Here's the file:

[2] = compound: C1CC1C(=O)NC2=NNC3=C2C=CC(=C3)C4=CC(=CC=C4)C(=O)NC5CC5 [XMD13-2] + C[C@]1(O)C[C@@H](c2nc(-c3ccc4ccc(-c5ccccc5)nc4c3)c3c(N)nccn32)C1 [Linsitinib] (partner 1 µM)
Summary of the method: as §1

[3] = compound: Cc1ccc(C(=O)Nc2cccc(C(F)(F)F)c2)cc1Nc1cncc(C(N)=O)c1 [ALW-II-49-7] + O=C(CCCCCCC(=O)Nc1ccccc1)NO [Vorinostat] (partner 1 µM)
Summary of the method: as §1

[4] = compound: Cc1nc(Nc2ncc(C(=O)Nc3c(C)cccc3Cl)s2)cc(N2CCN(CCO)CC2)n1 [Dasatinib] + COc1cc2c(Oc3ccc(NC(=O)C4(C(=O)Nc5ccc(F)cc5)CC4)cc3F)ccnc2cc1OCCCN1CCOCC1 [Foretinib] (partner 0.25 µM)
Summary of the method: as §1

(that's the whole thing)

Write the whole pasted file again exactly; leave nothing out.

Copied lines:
[2] = compound: C1CC1C(=O)NC2=NNC3=C2C=CC(=C3)C4=CC(=CC=C4)C(=O)NC5CC5 [XMD13-2] + C[C@]1(O)C[C@@H](c2nc(-c3ccc4ccc(-c5ccccc5)nc4c3)c3c(N)nccn32)C1 [Linsitinib] (partner 1 µM)
Summary of the method: as §1

[3] = compound: Cc1ccc(C(=O)Nc2cccc(C(F)(F)F)c2)cc1Nc1cncc(C(N)=O)c1 [ALW-II-49-7] + O=C(CCCCCCC(=O)Nc1ccccc1)NO [Vorinostat] (partner 1 µM)
Summary of the method: as §1

[4] = compound: Cc1nc(Nc2ncc(C(=O)Nc3c(C)cccc3Cl)s2)cc(N2CCN(CCO)CC2)n1 [Dasatinib] + COc1cc2c(Oc3ccc(NC(=O)C4(C(=O)Nc5ccc(F)cc5)CC4)cc3F)ccnc2cc1OCCCN1CCOCC1 [Foretinib] (partner 0.25 µM)
Summary of the method: as §1